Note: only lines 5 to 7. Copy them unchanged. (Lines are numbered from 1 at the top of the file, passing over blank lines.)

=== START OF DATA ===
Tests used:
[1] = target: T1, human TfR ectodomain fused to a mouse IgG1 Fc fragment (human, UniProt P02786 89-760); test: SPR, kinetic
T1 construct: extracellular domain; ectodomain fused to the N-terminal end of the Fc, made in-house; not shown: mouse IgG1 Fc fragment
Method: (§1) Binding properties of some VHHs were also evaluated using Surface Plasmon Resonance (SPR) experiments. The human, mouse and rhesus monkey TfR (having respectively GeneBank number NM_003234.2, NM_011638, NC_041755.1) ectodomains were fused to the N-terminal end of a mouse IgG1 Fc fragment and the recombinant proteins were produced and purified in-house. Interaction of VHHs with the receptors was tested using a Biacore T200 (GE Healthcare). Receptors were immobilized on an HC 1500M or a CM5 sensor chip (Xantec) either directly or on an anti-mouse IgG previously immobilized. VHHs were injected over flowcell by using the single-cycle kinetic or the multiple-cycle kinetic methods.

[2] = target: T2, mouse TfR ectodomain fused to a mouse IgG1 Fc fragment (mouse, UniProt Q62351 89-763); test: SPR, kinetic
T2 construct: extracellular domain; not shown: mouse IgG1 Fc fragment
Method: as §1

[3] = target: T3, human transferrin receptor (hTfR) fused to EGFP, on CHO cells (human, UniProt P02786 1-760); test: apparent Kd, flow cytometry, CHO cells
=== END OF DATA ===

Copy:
[2] = target: T2, mouse TfR ectodomain fused to a mouse IgG1 Fc fragment (mouse, UniProt Q62351 89-763); test: SPR, kinetic
T2 construct: extracellular domain; not shown: mouse IgG1 Fc fragment
Method: as §1